Regional operator relates how incidents impact airline operations
By John F. Infanger, Editorial Director
Chuck Howell helps direct the operations of Corporate Airlines out of his headquarters office in Smyrna, TN. On this day, two incidents have occurred, one a bird strike at Burlington, IA, and the other a fuel truck incident at Norfolk, VA. With one, a contract service provider helps respond; with the other, the service provider is the cause. Safety is the overriding issue, and it has costs associated with it.
Corporate Airlines serves as a regional
carrier for TWA to eight cities in the Midwest and for Midway Airlines
to seven locations out of the Raleigh-Durham hub. At many locations, the
airline subcontracts for fueling and other passenger handling services.
Howell, 44, has a clear idea of what the aircraft servicing business is
all about, being part owner of an FBO, Corporate Flight Management, Inc.,
with locations at John Tune Airport in Nashville and in Smyrna.
"Our quality assurance person," explains Howell, "has to go out and sanction on-call maintenance personnel at each location, as part of our Part 121 requirements. We provide them the necessary hours of training for our particular aircraft (Jet-streams). If we have an unscheduled maintenance event, then our maintenance guys in Smyrna get on the phone and communicate with the person at the FBO for a visual inspection, assuming it’s not potentially catastrophic."
The bird strike incident at Burlington resulted in the visual inspection determining no damage, and the aircraft remained in service.
At Norfolk, however, the refueler backed into a Corporate Airlines wingtip, damaging the aileron and grounding the aircraft. "We had to launch a crew with an aileron and wingtip to make the aircraft airworthy again," explains Howell.
What is the cost of safety? In this incident, according to Howell, there were no injuries involved, but one unsafe act by a refueler resulted in thousands of dollars in costs for the FBO, air carrier, and related insurance companies. It also cost the company’s passengers in inconvenience and the airline in its reputation.
Says Howell, "At the airline, we’re required to carry $200 million in insurance, and pay roughly $110,000 a year per aircraft. That’s close to $80,000 more than a guy who is operating on a (Part 135) charter certificate; that’s the difference between Part 121 and 135 exposure."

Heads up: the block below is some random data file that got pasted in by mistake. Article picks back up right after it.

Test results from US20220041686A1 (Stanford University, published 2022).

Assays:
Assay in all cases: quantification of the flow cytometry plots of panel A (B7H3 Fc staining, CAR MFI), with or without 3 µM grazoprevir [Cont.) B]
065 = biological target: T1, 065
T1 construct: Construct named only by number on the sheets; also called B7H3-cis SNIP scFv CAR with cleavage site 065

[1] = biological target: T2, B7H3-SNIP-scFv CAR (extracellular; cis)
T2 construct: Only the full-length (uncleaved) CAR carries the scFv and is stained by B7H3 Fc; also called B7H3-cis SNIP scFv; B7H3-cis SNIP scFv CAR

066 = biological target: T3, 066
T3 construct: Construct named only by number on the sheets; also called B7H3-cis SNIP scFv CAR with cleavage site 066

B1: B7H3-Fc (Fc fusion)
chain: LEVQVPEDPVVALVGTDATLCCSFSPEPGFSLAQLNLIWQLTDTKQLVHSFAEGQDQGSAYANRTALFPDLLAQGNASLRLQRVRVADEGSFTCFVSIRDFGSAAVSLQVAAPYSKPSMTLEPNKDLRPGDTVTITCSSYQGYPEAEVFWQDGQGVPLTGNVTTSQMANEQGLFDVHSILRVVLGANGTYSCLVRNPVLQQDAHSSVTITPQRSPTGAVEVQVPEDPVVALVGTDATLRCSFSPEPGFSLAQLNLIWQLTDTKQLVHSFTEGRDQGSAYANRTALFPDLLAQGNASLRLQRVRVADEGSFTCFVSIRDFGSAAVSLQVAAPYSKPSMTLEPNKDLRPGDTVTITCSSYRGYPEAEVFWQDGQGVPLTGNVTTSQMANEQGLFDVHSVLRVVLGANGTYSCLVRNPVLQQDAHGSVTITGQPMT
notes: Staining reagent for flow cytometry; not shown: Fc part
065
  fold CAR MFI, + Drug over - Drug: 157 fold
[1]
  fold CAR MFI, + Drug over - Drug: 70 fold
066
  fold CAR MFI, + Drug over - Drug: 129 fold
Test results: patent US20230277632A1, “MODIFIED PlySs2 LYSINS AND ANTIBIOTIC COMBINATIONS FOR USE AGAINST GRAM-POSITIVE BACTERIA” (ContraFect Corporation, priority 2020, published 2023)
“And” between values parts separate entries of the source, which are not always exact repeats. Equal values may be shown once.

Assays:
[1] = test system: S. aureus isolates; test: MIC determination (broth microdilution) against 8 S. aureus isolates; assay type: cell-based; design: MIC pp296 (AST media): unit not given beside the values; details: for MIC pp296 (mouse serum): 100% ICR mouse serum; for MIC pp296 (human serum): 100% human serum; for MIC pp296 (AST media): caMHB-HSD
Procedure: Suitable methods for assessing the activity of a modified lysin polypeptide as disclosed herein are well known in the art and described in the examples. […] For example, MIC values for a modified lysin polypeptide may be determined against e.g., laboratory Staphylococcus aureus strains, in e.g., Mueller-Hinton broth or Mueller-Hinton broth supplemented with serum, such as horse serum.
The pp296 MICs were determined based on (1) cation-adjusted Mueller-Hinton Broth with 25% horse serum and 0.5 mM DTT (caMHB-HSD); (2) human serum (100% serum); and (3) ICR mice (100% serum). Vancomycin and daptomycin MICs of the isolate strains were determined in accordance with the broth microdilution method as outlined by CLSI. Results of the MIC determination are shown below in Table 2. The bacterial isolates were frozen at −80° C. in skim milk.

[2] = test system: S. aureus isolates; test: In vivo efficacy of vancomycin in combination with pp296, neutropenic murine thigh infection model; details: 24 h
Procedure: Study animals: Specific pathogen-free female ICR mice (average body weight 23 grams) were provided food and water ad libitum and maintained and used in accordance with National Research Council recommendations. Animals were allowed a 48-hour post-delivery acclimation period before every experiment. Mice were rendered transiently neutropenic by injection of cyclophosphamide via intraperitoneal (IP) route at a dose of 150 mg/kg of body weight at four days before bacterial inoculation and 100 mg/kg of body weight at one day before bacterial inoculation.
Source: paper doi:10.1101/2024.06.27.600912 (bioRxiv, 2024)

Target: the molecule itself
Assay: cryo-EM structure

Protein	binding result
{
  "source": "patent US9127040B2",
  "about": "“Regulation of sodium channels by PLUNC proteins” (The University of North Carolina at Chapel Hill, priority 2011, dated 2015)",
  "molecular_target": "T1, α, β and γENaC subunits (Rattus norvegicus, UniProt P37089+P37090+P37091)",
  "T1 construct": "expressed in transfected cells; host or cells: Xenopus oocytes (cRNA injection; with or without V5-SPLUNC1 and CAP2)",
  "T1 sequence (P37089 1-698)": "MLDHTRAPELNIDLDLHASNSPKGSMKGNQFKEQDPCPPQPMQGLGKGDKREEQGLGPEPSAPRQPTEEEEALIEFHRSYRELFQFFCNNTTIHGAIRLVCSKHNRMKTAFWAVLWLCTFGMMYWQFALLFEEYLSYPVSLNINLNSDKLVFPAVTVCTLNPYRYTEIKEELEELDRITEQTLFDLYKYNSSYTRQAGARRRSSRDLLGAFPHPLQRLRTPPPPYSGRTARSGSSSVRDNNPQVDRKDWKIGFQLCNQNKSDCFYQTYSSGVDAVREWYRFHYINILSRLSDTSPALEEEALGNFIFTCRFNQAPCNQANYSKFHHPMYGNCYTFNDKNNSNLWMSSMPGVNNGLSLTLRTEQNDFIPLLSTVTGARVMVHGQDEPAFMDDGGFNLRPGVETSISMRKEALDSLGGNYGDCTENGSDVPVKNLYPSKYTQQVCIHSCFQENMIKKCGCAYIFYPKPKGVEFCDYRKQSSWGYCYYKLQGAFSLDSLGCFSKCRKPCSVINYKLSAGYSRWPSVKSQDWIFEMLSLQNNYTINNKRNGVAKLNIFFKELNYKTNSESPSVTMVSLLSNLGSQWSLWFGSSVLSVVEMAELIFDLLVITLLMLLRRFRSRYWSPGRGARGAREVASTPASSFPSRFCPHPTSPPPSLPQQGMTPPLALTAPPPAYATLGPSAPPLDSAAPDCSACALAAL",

The refueling mishap led to the cancellation of four legs for the airline, locating and sending along another flight crew, and the necessary work to repair the plane.
"We figure that if we have to cancel a flight it’s $1,000 in lost revenue for that leg," says Howell. "In the meantime, we had to ferry our spare maintenance aircraft from Smyrna with the extra crew, burning up time and fuel. From a financial perspective, we’ll probably burn $10,000 for this incident, but the customer relations hit is the worst part. John Q. Public doesn’t understand that this was out of our control.
"We inconvenienced 50 to 60 people this morning, and there will be one or two of those who will call to tell us that they’ll never fly us again. Plus, it affects the carriers we’re aligned with; everything in the 121 business is tracked by performance, tracked on cancellations."
The service provider’s cost for the incident, estimates Howell, will run some $50,000 to $60,000 to replace the aircraft’s control surface, along with the cost to the refueler. "In theory, they could hit the aircraft with that refueler and total the darn airplane or burn it to the ground. Now, you’re talking about a $3 million hull loss."
The employee driving the refueler will also need recurrent training, says Howell. "He’ll be pulled off the line and provided recurrent training, and we’ll document it. It will be turned into their insurance carrier and they’ll want to know what’s being done to prevent such an incident in the future," he says.
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